Chef Amanda Cohen: Love the Whole Veggie

A Manhattan chef reveals tricks for giving familiar vegetables exciting new flavors and textures. It's easy—and it's green!

Amanda Cohen

Photo: Todd Seelie

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  • Broccoli Carpaccio with Broccoli Stalk Salad

    Broccoli Carpaccio with Broccoli Stalk Salad

    Cohen makes great use of broccoli stalks in a riff on carpaccio, which is traditionally a dish of thinly sliced raw meat. This standout salad won us over at the taste-testing table, earning our highest rating. You can use a mandoline to make easy work of slicing the broccoli thinly and evenly.

Chef Amanda Cohen approaches vegetables in much the same way that some of the country's best chefs have come to embrace nose-to-tail animal cookery. She looks to use every edible part of the plant. It's a style that reduces waste while being respectful to the produce, and it can be a revelation to someone who tries a dish of carrots that also contains carrot tops: Suddenly, there are new taste dimensions to old-hat ingredients.

She offers beets as an example. "To think that you have this hard root vegetable that you can do so much with—but then there's this extra gift on top! The greens are just as delicious as spinach or chard. But people often just throw them out. It's so sad."

Cohen helms the kitchen at the celebrated, cheekily named little New York restaurant Dirt Candy, which she calls a "vegetable restaurant," as opposed to vegetarian. "At our core, we don't have politics, the environment, or even health as a motivating factor. All I want to do is make delicious food." Her waste-not approach to vegetable cooking is part of her hook. "We realized that if we start to concentrate on other parts of the vegetable, people are going to want to come here. People are looking for the new."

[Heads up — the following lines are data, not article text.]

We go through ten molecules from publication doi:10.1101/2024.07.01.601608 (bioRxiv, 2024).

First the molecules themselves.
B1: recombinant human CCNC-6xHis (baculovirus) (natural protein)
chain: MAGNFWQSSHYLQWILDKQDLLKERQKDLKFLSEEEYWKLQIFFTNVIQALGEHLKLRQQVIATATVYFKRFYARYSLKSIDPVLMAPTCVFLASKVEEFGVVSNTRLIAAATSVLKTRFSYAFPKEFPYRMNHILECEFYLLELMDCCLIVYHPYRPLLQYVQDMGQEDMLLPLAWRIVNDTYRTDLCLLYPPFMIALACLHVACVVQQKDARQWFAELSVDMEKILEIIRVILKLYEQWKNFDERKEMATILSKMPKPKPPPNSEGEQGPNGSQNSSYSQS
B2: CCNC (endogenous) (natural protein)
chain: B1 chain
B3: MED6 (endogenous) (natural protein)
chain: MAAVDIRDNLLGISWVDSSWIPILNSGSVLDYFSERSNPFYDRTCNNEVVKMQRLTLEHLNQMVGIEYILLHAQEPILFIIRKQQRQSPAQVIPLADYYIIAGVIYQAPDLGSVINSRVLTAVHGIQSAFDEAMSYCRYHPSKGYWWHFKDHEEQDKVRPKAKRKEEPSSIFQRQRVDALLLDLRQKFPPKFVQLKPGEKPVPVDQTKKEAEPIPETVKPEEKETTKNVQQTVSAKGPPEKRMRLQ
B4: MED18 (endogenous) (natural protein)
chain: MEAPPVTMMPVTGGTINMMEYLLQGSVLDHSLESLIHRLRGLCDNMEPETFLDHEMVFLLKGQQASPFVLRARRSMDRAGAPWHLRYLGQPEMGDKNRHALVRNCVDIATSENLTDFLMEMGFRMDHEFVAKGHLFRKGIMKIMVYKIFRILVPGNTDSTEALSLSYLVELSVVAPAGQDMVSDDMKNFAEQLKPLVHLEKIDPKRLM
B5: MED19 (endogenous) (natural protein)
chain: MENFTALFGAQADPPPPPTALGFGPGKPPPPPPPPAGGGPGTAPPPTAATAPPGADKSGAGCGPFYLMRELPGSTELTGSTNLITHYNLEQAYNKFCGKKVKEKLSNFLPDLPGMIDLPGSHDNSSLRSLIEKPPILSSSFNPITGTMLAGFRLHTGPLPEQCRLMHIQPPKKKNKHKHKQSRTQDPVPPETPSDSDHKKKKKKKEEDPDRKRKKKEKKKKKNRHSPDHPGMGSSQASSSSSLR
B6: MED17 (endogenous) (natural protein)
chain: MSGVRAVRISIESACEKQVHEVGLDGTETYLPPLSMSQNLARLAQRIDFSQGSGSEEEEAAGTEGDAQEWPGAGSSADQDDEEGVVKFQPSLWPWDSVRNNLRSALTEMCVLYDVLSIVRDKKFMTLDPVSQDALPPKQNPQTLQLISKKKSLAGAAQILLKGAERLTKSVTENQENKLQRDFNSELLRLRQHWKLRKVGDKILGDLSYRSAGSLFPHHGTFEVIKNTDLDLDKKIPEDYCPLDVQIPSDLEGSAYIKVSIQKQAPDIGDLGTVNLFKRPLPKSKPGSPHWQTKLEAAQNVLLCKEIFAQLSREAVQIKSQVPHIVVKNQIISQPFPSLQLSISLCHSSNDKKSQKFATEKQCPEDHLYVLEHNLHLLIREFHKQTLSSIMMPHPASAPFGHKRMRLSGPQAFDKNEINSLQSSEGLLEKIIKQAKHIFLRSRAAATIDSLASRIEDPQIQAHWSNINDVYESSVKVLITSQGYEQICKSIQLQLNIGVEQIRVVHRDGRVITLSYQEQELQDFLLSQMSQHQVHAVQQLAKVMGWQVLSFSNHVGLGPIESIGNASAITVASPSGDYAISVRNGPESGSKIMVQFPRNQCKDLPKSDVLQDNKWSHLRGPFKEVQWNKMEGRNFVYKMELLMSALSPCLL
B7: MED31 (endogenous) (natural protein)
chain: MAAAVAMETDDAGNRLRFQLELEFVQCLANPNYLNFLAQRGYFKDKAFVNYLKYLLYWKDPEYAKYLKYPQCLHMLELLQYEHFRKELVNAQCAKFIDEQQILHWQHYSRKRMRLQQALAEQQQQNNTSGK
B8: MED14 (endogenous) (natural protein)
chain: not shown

Beyond carrot tops on carrot dishes, she makes celery leaf pesto for Chinese celery-based plates. For her broccoli "carpaccio," she utilizes broccoli stalks, a part that generally ends up in most home cooks' compost bins. Peeled and cut into attractive julienne slices and thin planks, the stalk brings amazing crunch and a green yet nutty flavor to the salad. "People look at broccoli, and all they see are those florets. There's so much more."

Cohen advises home cooks to broaden their thinking when working with produce. "Get the vegetables that look like they're going to be a little more work, if you have the time to bypass the ones in the bag."

Then feel free to experiment with the unfamiliar parts, and don't be nervous. "If it doesn't work out, don't be disappointed. Just try something else. Cooking should be fun, right? You're not trying for world peace with your next dinner, just a tasty meal."

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